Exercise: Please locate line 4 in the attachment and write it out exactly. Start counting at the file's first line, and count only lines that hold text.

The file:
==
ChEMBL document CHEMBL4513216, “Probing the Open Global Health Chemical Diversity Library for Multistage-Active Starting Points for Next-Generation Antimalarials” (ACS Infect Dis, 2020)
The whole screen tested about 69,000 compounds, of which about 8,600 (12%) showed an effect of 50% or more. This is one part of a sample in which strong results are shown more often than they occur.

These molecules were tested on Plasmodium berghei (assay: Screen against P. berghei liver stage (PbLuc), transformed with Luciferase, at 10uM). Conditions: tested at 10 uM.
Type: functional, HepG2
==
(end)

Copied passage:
Type: functional, HepG2